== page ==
99designs: WIP of the Week

99designs kozirsky/Adobe Stock

Today, we are pleased to present 99designs as our “WIP of the Week." The company was launched in Australia in 2008 as one of the first crowd-contest platforms for graphics design (e.g., logos, ads, brochures, packaging design, etc.). In the crowd-contest model, people or businesses that need something — say, a logo — can use the platform to run a crowd-contest:

  1. Develop a brief describing what is needed and specify the prize amount that the contest winner will receive
  2. Distribute the brief across a very large online “crowd” of registered designers
  3. Obtain and review contest responses
  4. Select contest winner and take rights to the design
  5. Release escrow payment to the winning designer

99designs is a part of an expanding online work intermediation platform (WIP) segment that is focused on addressing business needs for creative outputs (e.g., graphic designs, videos, branding). Many of these platforms support crowd-contest and other crowdsourcing models; others support freelancer engagements or direct procurement of predefined services (e.g., a 500-word blog post). In some cases, platforms support hybrid models.

Since its founding, 99designs has evolved with this environment, including adding additional service offerings beyond its core crowd-contest service offering, where there is significant competition from multiple players.

Quick Facts:

  • Founded: 2008
  • HQ location: Oakland, California (founded in Australia)
  • CEO: Patrick Llewellyn
  • Corporate status: Privately held
  • Investment to date: $45 million in two rounds from five investors
  • Investors from contingent workforce industry: Recruit Holdings (Recruit Strategic Partners)
  • Annual spend on platform: Company reports current designer “payouts” run-rate of $2.3 million per month, which would equate to about $28 million annual. Recall, customers set their own payouts for contest winners but pay a greater amount to use the platform to run a contest.
  • Annual growth rate: Management recently reported that the company tripled new customer growth rates in the United Kingdom and Germany and doubled new customer growth rates in the United States
  • Other platform dimensions: The company reports more than 1 million registered designers from 192 countries around the world. Nearly 500,000 contests have been performed to date.

99designs Today:

Like some other types of WIPs, such as online freelancer marketplaces, the contest originator side of the platform consists mainly of small businesses, including sole proprietorships, as well as creative agencies and individual business users in larger enterprises. Today, 99designs leverages its digital platform to go to market with its core crowd-contest service offerings and three other additional options.

The core crowd contest offering is the largest and most mature part of 99designs’ business today. Logos are clearly a big part of this. Pricing and service options to crowdsource logos are shown here:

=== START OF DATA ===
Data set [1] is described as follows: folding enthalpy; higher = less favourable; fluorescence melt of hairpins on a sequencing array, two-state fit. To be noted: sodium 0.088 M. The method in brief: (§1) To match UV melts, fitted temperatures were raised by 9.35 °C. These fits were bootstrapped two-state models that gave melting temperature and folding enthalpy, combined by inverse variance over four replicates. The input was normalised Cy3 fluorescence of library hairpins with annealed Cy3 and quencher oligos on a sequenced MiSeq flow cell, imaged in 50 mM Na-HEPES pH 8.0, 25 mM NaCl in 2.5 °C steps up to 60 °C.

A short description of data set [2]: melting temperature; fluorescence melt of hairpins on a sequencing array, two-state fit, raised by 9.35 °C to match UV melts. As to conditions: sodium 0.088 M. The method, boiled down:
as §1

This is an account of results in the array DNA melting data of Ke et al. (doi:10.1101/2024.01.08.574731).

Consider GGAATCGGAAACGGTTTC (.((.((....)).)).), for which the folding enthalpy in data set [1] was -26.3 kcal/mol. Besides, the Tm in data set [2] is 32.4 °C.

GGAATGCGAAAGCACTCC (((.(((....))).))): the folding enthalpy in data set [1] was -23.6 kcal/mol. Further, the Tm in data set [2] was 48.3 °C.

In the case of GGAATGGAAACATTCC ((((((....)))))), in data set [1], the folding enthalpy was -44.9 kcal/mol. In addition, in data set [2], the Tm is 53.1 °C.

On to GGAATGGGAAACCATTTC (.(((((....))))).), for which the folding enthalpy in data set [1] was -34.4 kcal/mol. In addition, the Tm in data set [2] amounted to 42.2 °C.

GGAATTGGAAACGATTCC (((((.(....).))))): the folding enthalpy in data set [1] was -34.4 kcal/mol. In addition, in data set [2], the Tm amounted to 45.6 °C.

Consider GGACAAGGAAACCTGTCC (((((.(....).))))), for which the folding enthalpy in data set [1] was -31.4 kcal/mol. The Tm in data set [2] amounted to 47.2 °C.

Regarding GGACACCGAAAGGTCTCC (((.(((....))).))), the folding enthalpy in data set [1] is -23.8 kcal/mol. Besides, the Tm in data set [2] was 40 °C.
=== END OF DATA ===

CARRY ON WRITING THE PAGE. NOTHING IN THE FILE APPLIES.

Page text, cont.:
The company website lists more than 150 types of designs and services that can be obtained through the platform. Some of these can be obtained through contests; however, three other service models are also available.

  • The 1-to-1 projects offering is basically an online freelancer marketplace for designers. Similar to Upwork or freelancer.com, clients can select a designer they would like to work with (perhaps they have found the designer through crowd-contests), specify a project and pay the worker upon satisfactory completion. Project price is determined by originator and designer; 99Designs captures a transaction fee.
  • The Tasks service is a kind of on-demand offering allows clients to procure certain short tasks (limited services) performed by a 99designer. The “task” will be complete in less than hour. There is a fixed price per task of $19. Some of the “tasks” offered include photo retouching, image vectorization and banner ad updates.
  • Ready-made logos is also a kind of on-demand offering that allows clients to get a logo within 24 hours by choosing from a collection of more than 60,000 designs cataloged on the 99Designs website. Clients can select a design, provide specifics (such as business names, fonts, colors), receive a set of high resolution files and request final fixes or changes. The client cost per logo is $99.

99designs has been selected as a WIP of the Week for a number of reasons. It is one of the first platforms to establish a crowd-contest model for sourcing graphic designs, and it is perhaps a pre-eminent example of such a platform. Despite being in a rather competitive space, it has attracted investment and continues to grow at a high rate, in part by extending its platform-based service offerings.

While 99designs is mainly used by small businesses, it can be — and to some extent is — used by larger businesses. The potential benefits include cost savings, speed, ease, etc.-- benefits that would interest buyers of marketing/creative services. But perhaps more importantly, 99designs illustrates how, with a work intermediation platform, work can be broken down into units that can be performed and procured through a variety of means or modalities. 99designs, as such a platform with a highly specialized output focus, should be instructive to us by showing how work arrangement intermediation platforms will expand the scope of labor services procurement to include the sourcing, procurement, and consumption of a broad array of highly granular, specific services.

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